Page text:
International Business Machines (NYSE:IBM), dating back to 1911, has grown to be one of the largest contributors to sectors of information technology around the world, including hardware, software, and additional services. IBM has always maintained a hefty research and development budget, which has been the reason behind its presence in over 170 countries today. IBM generates its largest share of revenue from the United States (44%), followed by Europe, Middle East, and Africa (32%).
Revenue expected to fall in 2014
IBM revenues declined in the year 2013 by almost 5% and it is expected that another 1% decrease will be seen this year. Why? IBM systems and technology segment has been facing a number of challenges, which include multiple issues like a major decline in the mainframe business, increasing competition and global pricing pressure. Sales in China, along with other developing markets, remain challenging and improvements aren't expected for another few quarters. However, it is expected that the revenue growth will return to normal in 2015, with sales of services and software being the primary growth boosters.
Big Blue earnings seem to be on track
The chart above shows 20 years of trading history, as well, the trailing twelve months EPS is shown in the bold white line in the upper pane. The lower pane illustrates the dividends per share over 20 years. Based on the smooth and predictable nature of the EPS, we believe that Big Blue is already discounting a lot of the bad news that we've mentioned.
Non-GAAP EBITDA margins have been increasing and further improvements are expected in the year 2014 and 2015. These increases are primarily backed by IBM's efforts at cost reductions, productivity gains, and workforce realignments. On the other hand, it will take IBM a few years to make up for the drastic fall in annual gross margins back in 2013.
The Non-GAAP EPS was recorded at $16.99 in the year 2013, as it was aided by a lower tax rate. However, based on IBM's share repurchase activities, an EPS of $17.94 and $19.96 is expected in the year 2014 and 2015, respectively.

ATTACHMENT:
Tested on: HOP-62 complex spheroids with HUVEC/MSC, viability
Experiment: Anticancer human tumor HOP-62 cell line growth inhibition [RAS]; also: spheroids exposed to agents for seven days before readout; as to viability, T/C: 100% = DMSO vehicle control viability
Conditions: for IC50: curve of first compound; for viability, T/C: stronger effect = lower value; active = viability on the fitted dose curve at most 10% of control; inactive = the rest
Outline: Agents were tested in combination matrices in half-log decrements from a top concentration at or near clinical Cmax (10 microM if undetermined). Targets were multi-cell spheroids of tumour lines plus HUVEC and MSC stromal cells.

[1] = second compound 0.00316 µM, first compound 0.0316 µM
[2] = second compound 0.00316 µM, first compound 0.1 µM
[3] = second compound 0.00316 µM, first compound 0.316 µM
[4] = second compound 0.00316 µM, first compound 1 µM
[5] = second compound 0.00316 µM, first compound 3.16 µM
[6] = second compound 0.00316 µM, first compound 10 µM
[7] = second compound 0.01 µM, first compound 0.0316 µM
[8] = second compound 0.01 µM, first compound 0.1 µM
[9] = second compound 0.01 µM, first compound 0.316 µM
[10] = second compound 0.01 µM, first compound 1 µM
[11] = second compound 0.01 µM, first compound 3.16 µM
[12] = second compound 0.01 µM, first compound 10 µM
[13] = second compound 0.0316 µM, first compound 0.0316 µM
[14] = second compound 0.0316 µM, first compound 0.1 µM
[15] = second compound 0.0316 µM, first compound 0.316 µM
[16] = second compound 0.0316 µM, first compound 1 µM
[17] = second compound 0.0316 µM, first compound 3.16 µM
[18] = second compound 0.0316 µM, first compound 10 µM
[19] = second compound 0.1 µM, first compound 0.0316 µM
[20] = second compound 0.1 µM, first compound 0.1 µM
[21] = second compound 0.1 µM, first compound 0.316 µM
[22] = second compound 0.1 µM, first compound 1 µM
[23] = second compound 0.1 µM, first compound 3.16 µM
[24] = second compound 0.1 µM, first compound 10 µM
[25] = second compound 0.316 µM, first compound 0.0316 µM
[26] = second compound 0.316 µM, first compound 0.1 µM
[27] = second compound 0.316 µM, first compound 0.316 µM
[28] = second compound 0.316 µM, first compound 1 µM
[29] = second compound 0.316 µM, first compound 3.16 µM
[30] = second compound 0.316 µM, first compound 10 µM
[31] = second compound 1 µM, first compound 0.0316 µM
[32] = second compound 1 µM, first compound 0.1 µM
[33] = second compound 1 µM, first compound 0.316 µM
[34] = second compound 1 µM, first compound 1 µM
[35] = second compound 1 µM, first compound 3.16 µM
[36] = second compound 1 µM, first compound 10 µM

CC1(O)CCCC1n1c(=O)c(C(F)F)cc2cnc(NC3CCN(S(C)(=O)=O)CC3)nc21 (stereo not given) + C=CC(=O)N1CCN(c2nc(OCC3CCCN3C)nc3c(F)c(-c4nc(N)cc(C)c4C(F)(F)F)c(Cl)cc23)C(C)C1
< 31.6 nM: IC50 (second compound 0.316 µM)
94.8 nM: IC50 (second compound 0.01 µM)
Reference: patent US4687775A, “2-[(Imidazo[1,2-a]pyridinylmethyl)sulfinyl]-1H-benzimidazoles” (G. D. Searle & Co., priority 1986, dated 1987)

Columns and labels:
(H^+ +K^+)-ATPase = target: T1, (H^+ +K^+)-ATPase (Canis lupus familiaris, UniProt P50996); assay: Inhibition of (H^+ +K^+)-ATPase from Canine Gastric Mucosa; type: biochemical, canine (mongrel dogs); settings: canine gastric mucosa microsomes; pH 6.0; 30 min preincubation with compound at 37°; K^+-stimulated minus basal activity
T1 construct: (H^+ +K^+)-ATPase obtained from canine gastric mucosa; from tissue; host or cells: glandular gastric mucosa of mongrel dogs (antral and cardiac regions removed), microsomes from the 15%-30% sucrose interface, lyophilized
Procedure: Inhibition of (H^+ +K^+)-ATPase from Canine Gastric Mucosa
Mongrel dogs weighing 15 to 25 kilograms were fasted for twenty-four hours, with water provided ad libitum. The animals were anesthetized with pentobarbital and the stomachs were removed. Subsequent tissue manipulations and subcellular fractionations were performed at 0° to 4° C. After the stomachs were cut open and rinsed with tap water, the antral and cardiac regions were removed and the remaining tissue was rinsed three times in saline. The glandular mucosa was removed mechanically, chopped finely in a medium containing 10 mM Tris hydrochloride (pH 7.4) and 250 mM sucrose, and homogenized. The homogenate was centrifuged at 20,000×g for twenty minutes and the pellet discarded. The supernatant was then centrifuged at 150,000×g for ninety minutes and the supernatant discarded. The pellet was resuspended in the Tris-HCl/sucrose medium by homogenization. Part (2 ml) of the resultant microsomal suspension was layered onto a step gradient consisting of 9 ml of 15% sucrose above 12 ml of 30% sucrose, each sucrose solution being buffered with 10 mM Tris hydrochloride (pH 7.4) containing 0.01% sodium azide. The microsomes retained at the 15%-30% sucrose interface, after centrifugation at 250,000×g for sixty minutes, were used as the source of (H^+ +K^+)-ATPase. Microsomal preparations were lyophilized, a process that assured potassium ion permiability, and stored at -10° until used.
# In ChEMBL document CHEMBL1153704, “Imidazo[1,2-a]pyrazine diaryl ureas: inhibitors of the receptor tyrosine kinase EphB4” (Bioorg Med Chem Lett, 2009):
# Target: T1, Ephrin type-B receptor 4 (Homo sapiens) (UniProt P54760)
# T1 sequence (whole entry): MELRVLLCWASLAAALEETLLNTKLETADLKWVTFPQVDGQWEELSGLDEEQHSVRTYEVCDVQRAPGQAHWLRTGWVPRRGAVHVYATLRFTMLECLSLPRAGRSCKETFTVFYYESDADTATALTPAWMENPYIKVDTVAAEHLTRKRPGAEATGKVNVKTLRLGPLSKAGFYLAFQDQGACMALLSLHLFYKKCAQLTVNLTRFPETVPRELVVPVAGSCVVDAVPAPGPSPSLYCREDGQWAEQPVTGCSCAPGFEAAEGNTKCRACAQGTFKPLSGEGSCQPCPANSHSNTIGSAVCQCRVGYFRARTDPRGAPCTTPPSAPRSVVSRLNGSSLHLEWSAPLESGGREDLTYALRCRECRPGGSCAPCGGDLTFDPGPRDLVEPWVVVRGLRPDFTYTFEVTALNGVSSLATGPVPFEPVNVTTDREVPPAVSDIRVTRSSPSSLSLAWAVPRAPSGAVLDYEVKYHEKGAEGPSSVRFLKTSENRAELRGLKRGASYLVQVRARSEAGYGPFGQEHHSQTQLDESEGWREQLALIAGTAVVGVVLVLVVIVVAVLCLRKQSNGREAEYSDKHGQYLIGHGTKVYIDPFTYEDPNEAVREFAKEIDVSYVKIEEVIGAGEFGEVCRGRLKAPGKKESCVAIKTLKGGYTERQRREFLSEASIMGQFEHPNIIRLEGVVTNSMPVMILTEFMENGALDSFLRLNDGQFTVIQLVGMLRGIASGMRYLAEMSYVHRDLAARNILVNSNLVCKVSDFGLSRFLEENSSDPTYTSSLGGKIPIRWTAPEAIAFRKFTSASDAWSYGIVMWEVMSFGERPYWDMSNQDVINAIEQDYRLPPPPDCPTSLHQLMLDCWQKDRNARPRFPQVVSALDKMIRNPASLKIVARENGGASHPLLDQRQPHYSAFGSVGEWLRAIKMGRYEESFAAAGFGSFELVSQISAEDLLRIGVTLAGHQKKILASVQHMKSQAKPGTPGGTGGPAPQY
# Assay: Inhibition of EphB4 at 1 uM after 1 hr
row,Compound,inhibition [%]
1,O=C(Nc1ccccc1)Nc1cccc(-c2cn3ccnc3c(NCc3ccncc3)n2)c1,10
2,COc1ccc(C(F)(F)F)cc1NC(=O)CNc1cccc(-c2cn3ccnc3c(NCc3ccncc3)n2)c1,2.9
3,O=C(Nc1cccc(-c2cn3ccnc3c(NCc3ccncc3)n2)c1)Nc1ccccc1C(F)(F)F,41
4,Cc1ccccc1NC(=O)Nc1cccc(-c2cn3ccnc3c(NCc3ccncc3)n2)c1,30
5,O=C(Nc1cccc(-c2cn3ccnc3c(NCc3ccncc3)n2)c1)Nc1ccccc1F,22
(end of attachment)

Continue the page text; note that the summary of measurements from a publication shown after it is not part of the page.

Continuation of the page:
Troubles ahead - Will IBM successfully overcome?
IBM's diverse business model is no doubt appealing, but it is expected that it will face trouble and difficulties as the company tries to make adjustments to its portfolio, especially in the hardware business. Many investors are also concerned if IBM will be able to adjust to the fast changing market, nevertheless, IBM's share buybacks and a recent dividend yield of 2% is valued by everyone for broad, reliable exposure at a global scale.
Some important considerations
IBM is referred to as Big Blue because it's often thought of as the ultimate Blue Chip stock. Lately investors have been confusing it with black & blue because it was beaten up after the latest earnings report on April 2014. Revenues barely grew and net earnings slipped by 21%. After the earnings release, the shares quickly lost about $8 or 4%. But there are several reasons why you Do Not want to bet against IBM:
- Warren Buffet owns 6.5% of the outstanding shares of the company.
- IBM has a 46.3% Return on Capital
- They have a free cash flow ratio of $9.78B
- They have grown the earnings in a steady and predictable fashion for the last 20 years.
The current Purple Chips expectation is low valuation of $181 and a high valuation of $210.
The Bottom Line
IBM has been a substantial player in its industry for the past 20 years. Considering all the current problems and IBM's track record, do you really want to bet against Warren?
Disclosure: I am long IBM. I wrote this article myself, and it expresses my own opinions. I am not receiving compensation for it (other than from Seeking Alpha). I have no business relationship with any company whose stock is mentioned in this article.